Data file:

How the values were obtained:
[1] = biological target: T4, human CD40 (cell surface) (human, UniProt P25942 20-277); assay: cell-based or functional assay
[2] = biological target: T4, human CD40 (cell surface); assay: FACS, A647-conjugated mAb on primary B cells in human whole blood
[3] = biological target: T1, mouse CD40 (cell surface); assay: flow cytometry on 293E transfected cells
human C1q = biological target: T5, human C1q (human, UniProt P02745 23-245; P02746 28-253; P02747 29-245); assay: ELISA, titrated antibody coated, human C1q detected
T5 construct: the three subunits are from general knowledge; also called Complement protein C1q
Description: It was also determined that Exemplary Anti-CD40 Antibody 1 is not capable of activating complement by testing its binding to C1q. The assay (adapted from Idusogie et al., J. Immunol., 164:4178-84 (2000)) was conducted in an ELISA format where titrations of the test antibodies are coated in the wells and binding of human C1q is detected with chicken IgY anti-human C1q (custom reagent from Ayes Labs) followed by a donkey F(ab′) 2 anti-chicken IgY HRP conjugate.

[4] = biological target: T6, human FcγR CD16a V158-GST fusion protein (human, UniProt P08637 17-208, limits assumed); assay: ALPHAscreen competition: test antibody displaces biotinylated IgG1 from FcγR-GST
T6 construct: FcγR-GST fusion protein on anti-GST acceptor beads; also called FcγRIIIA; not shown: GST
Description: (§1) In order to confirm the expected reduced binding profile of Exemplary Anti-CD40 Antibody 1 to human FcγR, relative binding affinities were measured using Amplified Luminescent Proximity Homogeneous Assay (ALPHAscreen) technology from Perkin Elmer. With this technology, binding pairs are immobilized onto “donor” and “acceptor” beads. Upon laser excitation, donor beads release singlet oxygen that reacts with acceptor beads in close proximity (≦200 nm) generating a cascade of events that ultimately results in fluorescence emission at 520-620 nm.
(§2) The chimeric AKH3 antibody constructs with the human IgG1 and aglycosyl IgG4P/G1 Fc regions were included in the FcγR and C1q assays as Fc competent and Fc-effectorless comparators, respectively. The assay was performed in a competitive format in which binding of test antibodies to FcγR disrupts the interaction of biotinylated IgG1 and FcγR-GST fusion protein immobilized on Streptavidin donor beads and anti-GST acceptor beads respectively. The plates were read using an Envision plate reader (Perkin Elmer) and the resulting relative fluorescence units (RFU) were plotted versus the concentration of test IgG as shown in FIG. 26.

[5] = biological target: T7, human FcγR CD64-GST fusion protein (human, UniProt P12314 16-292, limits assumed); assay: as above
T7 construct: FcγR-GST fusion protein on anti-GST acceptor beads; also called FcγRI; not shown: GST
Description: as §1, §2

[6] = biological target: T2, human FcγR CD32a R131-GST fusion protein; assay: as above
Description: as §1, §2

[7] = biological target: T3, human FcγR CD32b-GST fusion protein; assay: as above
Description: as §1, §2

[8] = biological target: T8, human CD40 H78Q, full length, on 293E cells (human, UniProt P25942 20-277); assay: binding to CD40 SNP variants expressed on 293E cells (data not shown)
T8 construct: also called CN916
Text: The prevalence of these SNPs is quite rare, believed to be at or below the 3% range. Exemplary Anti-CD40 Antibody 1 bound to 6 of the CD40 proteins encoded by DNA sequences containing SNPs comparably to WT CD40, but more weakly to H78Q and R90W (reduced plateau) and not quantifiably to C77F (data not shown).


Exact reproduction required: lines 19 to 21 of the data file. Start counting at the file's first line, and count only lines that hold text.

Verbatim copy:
[8] = biological target: T8, human CD40 H78Q, full length, on 293E cells (human, UniProt P25942 20-277); assay: binding to CD40 SNP variants expressed on 293E cells (data not shown)
T8 construct: also called CN916
Text: The prevalence of these SNPs is quite rare, believed to be at or below the 3% range. Exemplary Anti-CD40 Antibody 1 bound to 6 of the CD40 proteins encoded by DNA sequences containing SNPs comparably to WT CD40, but more weakly to H78Q and R90W (reduced plateau) and not quantifiably to C77F (data not shown).